The rise and rise of crony capitalism

17 April 2015

The sheer arrogance displayed by the Himarwa family this week after it emerged that the former Hardap region Governor Katrina Hanse-Himarwa’s son and a relative had benefited from the Government resettlement programme showed the moral bankruptcy of some of our politicians.

The allocation of farming units to Denzil Tryane Hanse and Willem Hanse stinks to high heaven.

The subsequent response by the education minister and the unnecessary interference by her husband is typical behaviour of elites who refuse to be accountable for their actions.

Hanse-Himarwa’s husband Ghenno Himarwa shot himself in the foot by commenting publicly on an issue he is not involved in.

By saying that Theresia Konjore used her husband’s documents to apply for a farming unit, it shows that the former governor’s husband had access to classified government information.

This clearly showed that the Himarwa family discussed the issue at home and used the former governor’s position to gain advantage over other applicants.

While the minister suggested that she was not in the country when the applications of her son and relative were discussed, the refusal by the governor’s office to hand over minutes of the meeting in which the applications were discussed leaves a bitter taste in the mouth.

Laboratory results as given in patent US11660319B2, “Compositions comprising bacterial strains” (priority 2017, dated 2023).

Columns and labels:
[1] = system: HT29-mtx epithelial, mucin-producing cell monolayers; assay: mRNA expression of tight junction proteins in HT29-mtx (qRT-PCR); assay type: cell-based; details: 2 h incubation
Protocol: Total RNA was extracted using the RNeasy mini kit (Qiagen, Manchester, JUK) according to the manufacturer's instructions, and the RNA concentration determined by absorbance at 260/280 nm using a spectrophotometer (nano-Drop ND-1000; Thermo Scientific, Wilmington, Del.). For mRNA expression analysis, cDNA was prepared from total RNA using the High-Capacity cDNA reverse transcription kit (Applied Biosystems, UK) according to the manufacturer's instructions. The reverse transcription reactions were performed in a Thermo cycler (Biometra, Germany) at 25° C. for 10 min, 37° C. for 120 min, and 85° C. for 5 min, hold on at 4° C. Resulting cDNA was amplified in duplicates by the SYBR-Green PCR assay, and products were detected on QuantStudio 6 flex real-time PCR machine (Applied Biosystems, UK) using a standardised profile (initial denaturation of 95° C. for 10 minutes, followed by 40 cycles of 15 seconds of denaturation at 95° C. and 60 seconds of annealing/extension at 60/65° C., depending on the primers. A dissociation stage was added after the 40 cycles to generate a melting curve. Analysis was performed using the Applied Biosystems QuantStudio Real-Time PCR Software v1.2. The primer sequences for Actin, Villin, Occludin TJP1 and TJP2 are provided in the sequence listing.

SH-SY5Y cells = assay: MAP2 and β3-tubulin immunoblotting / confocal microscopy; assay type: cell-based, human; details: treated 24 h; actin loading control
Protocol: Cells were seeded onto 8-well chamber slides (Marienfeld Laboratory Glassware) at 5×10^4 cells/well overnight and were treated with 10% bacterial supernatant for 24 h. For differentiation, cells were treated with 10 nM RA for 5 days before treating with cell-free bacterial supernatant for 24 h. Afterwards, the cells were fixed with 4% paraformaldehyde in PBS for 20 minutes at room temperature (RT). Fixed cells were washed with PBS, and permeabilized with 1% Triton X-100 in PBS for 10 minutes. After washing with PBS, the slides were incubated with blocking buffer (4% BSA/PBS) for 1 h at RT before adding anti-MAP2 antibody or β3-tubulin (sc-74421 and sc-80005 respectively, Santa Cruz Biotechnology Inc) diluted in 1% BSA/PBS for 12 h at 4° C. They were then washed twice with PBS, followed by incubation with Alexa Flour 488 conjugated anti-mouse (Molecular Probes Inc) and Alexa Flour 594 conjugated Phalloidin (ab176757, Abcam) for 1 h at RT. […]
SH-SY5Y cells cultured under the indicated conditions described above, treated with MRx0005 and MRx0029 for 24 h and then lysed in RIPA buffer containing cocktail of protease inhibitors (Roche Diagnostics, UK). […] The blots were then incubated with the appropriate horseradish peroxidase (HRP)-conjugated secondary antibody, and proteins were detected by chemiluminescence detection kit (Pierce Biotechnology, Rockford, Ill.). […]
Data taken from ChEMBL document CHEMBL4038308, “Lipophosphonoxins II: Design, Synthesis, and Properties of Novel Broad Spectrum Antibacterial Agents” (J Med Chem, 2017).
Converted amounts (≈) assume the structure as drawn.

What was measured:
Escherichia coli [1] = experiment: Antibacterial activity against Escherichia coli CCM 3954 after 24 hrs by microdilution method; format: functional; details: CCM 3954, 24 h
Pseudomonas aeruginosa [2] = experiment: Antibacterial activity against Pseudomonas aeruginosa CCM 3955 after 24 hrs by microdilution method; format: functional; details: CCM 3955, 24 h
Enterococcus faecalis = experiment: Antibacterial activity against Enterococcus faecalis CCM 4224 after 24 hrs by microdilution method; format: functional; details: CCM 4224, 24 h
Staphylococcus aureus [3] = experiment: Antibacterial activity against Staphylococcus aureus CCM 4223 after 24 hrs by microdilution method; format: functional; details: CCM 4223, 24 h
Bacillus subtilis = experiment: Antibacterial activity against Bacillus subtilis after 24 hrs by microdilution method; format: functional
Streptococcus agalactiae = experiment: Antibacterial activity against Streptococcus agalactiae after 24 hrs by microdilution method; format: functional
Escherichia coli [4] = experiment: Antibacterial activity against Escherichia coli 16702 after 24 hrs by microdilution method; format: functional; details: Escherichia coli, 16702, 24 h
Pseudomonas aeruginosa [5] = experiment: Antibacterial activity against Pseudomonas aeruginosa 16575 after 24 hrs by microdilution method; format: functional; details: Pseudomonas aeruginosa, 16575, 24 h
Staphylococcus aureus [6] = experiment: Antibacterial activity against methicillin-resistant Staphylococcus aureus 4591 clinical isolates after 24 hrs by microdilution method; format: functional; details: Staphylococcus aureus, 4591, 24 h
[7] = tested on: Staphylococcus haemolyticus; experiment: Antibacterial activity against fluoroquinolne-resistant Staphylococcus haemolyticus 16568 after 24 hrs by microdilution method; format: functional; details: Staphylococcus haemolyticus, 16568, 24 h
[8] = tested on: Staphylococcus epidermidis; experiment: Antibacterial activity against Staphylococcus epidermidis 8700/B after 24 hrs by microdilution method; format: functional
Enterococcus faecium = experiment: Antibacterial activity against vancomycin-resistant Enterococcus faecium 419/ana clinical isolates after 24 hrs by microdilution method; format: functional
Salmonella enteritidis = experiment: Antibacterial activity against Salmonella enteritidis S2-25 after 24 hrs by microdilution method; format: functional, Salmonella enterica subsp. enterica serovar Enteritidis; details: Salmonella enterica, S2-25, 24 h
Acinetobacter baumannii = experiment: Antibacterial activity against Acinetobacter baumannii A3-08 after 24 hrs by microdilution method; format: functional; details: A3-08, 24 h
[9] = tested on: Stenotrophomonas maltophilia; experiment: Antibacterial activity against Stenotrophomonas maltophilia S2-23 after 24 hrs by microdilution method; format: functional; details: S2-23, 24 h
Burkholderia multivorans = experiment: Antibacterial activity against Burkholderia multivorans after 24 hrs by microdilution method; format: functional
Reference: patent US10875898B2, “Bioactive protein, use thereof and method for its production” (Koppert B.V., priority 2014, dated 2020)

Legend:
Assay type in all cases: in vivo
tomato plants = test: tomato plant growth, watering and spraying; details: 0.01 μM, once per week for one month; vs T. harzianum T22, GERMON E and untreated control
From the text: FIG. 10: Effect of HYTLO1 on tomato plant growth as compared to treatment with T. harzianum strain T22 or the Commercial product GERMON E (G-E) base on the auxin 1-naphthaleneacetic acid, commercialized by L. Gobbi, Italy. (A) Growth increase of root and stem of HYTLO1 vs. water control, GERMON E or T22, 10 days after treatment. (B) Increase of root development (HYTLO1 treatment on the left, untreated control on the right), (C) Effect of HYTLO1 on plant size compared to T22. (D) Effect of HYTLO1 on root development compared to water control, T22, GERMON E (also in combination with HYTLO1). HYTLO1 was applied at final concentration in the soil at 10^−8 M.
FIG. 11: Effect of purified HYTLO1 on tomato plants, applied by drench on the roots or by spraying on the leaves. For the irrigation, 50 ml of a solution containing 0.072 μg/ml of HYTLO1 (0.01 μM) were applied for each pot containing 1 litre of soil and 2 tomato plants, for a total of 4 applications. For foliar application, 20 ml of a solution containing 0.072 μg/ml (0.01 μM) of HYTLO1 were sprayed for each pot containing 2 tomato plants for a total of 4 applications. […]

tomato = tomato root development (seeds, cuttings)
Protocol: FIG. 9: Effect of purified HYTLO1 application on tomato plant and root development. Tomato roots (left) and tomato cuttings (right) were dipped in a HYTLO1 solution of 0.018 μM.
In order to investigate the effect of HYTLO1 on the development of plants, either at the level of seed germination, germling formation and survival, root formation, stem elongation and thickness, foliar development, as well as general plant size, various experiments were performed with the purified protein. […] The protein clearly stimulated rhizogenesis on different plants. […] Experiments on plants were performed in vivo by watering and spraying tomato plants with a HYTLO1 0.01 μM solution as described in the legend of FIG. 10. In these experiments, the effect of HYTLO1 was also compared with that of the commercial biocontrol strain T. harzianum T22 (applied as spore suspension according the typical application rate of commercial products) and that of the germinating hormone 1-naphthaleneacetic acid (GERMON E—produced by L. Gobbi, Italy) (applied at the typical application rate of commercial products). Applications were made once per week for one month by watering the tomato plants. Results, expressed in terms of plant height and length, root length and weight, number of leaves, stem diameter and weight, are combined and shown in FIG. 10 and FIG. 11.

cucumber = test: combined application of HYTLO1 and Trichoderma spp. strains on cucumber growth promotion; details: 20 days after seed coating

If the applications were above board as the minister led the nation to believe, then it should not be difficult to produce minutes of the said meeting.

While Denzil and Willem are within their rights as Namibian citizens to apply for land for farming purposes, the fact that two people related to the former governor who was the chairperson of the regional resettlement committee were given land while long time applicants for the same land did not get anything raises eyebrows.

Again allegations that Hanse-Himarwa interfered with the re-appointment of the region’s Chief Regional Officer when she is no longer the governor, also shows you the extent to which she had become a semi-god in the region.

It has sort of become the norm in this country for the politically connected to become a law unto themselves.

Despite the media’s efforts in exposing questionable tenders and malpractice by high ranking government officials, unfortunately nothing has happened while the ordinary citizen continue to wallow in poverty.

We have seen the elites get away with murder on several occasions. From the government tenders or contracts even without the requisite experience to the Chinese Scholarships, the privileged in our society continue to benefit at the expense of the masses.

The new Geingob administration needs to put an end to this brazen practice.

We yearn for a society in which talent and hard work is rewarded not this crony capitalism that we have seen thriving in recent years.



The Windhoek Observer is an English-language weekly newspaper, published in Namibia by Paragon Investment Holding. It is the country's oldest and largest circulating weekly.

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